As airlines across the world prepare to take flight again, the big question on most people's and the industry's minds is how do we keep trust in air travel?
As airlines across the world prepare to take flight again, the big question on most people’s and the industry’s minds is how do we keep trust in air travel?
Just like the rest of the world, we are not travelling during this COVID-19 pandemic, but we hope you turn to Zafigo as a source of inspiration for your future travels. Please stay safe and adhere to any quarantine and movement control orders that have been imposed in your country.

In the last three months, COVID-19 has caused the world to go into lockdown. This caused tourism to take possibly the biggest hit of all, especially airlines who have been forced to ground their fleets, and even make staff cuts.

However, things are starting to look up, and airlines are all getting ready to take flight again. As prepared as anyone may be to travel again, there are pressing questions laying heavy on everybody’s minds regarding the safety of air travel during this pandemic.

Is the quality of cabin air safe? Is distanced seating going to help lessen the chances of infection? Simply put, how do travellers trust air travel at a time like this?

Answering these questions and then some was aircraft manufacturer Airbus’ executive vice president of engineering, Jean-Brice Dumont. Interviewed by Airbus’ head of global news, Justin Dubon, on a Facebook live stream from Airbus’ mock-up centre in Toulouse, France, Dumont tells the audience how Airbus keeps their cabin air free from virus and bacteria.

Go with the flow

Firstly, to give you a clearer picture, air enters the cabin by the overhead bins, and travels downwards at the rate of around one metre per second. It then exits through floor-level vents. The air in the cabin does not flow from left to right, or from front to back. The constant circulation in this pattern – in addition to the powerful evacuation and renewal of air every two to three minutes – reduces the risk of somebody sick contaminating their neighbours. This airflow pattern runs along the entire length of the aircraft – from the first to the last row. Basically, each row has its private air conditioning circulation.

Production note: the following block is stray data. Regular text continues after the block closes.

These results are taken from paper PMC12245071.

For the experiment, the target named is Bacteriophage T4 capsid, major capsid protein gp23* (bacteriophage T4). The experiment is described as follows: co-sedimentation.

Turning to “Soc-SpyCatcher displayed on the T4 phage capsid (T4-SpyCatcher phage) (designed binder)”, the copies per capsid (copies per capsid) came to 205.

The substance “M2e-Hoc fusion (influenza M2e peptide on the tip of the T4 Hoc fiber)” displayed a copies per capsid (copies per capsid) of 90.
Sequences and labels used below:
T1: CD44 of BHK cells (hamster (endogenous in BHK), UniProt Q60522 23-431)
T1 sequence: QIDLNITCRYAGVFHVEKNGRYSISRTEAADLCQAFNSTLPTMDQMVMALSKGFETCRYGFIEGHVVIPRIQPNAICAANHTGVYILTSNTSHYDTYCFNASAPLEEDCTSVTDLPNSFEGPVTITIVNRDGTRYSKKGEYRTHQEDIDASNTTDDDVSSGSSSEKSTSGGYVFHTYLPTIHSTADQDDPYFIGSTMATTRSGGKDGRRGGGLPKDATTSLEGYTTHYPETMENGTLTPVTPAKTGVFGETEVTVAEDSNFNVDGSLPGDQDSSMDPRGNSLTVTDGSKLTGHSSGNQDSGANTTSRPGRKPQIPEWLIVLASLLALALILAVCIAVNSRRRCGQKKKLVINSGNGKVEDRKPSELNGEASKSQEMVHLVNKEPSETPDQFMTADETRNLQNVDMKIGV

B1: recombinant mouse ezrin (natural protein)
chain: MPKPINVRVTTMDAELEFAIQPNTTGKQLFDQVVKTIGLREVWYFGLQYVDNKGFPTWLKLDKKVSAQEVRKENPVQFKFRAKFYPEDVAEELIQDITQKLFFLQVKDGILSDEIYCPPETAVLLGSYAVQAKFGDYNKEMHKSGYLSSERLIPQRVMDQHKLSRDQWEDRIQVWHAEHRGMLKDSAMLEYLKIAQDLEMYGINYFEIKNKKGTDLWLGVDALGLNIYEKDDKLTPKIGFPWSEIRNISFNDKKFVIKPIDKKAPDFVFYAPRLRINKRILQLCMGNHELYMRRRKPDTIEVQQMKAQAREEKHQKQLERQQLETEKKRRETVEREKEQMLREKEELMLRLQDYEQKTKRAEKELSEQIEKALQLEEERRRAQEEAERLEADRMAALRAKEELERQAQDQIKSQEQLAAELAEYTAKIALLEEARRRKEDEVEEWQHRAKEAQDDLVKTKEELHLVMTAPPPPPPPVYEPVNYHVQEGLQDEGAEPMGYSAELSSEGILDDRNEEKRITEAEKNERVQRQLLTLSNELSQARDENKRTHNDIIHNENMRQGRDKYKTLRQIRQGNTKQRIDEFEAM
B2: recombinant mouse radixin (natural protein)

Dumont goes on to explain how the air in an airplane cabin is made out of two parts. One half is recirculated within the cabin. The other half of the air is expelled out of the aircraft, and fresh air from the outside is brought in and passed through a heater (because the temperature can be as low as -50ºC at high altitudes) before being released back into the cabin. Cabin air is completely renewed every two to three minutes. Air from the lavatories and galley is directly exhausted out of the plane.

Dumont then stresses that the air recirculates through filters that are High-Efficiency Particulate Arrestors (HEPA) grade. These medical-grade HEPA filters use different filtration methods that capture different particle sizes, even very small bacteria and virus particulates. The filters capture about 99.95 per cent of the particulates in the air, which means that the air that you breathe in the cabin is clean from bacteria and viruses – even particulates of the relatively large coronavirus.

Itching to hop on a plane already? We sure are, and we can’t wait to travel again! When we do, these are the little things that are going to put a smile on our faces: 15 Travel Things We’re Most Looking Forward To When Lockdown Is Over

Keeping your distance

One huge concern for air travellers is the number of people on a flight. It seems to be a popular question on the Facebook live stream. “People will wonder why we can say that you can sit in an aircraft like this which is full. Are we taking the risks?” Dumont proceeds with reason, saying “I think here it’s about the overall set of measures that we are taking. It starts with minimising the risks of people entering the aircraft being contaminated. These risks will never be zero; it doesn’t exist in life.”

He goes on to add that measures like ensuring people entering the aircraft have a low risk of contamination by doing temperature checks at the airport, having people fill in health declarations, using contact tracing apps, and the like is a great starting point.

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Onboard the aircraft, it’s about cleaning hands upon entry and wearing a mask during the whole flight, especially if you’re seated next to someone. It’s not so much like changing neighbours every two to three minutes (as the air renews), but there’s a permanent sliding belt below your seat that is moving the air around. “The fact that you’re seated for a couple of hours next to somebody doesn’t represent a higher risk than being in another area where you will be close to people for a given period of time – like shops where the air doesn’t move much,” he adds.

When host Justin Dubon asks Dumont why it’s important that we wear masks and what difference does it make, he replied simply, “You wear a mask because it’s your duty; it’s your duty to not take the risk to potentially contaminating others.”

For some peace of mind for your future travels in the impending ‘new normal’, Zafigo urges you to watch the rest of this informative Facebook live stream Q&A session with Jean-Brice Dumont below.

*All media courtesy of Airbus

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